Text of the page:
headworks project, baltimore sewage, baltimore inner harbor sewage

Public Works Project Will Help Minimize Baltimore’s 10-Mile Underground Sewage Backup

BALTIMORE (WJZ) — It’s not just a foul-smelling eyesore. Raw sewage flowing into Baltimore’s harbor is also a risk to human health.

The source is a clogged underground pipe leading into the city’s Back River Sewage Treatment Plant. Heavy rains release millions of gallons of sewage into Baltimore waterways per year.

“Ten miles of sewage beneath our streets, 24 hours a day, seven days a week,” says Adam Lindquist, director of the Healthy Harbor Initiative. “This project is going to fix that problem.”

Called the Headworks Project, it will basically act like a huge sump pump.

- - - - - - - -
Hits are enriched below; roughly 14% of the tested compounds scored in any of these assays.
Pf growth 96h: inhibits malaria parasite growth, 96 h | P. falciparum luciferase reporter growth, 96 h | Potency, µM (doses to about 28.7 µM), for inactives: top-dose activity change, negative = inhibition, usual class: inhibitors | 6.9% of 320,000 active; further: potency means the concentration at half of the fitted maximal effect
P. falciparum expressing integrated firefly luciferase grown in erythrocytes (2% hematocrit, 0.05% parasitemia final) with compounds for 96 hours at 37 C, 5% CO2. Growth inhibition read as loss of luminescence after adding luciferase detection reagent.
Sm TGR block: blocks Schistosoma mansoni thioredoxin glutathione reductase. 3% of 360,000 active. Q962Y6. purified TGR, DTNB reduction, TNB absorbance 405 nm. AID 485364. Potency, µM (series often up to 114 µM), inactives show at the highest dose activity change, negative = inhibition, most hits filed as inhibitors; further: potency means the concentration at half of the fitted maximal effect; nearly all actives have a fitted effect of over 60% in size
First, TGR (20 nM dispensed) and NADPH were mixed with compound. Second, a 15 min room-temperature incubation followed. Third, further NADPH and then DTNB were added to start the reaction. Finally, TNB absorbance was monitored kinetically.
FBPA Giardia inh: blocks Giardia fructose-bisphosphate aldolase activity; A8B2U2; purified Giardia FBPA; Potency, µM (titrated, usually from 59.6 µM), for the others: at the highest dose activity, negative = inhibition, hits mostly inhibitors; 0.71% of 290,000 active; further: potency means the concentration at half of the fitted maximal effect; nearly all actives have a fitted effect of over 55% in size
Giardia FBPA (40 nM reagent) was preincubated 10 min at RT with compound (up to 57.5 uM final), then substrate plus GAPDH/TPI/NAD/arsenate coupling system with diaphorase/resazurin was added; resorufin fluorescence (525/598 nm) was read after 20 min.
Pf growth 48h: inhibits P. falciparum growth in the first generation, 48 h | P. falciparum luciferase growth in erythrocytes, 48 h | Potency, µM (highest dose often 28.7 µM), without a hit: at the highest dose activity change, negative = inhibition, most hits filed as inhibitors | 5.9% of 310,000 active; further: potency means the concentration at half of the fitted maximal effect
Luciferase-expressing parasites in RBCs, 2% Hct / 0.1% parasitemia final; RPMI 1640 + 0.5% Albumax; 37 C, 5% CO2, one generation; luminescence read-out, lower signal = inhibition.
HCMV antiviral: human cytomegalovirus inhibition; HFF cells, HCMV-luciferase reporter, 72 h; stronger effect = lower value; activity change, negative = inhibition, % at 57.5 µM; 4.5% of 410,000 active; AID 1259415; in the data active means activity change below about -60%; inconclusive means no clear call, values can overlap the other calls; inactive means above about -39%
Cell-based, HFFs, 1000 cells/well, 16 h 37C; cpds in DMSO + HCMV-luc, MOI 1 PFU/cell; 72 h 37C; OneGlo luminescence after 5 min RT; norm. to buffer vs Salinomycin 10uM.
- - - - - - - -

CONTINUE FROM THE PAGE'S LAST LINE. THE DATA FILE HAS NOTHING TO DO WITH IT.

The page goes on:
“We’ll have very powerful pumps constantly pulling that sewage into the plant so that it doesn’t back up into the pipe,” according to Department of Public Works spokesman Jeffrey Raymond.

Once inside the plant, sewage will be properly treated before being released.

“This is going to be a solution that reduces by more than 80 percent the volume of sewer overflows way back into the city,” Raymond says.

It will cost more than $400 million and is scheduled for completion in 2020.

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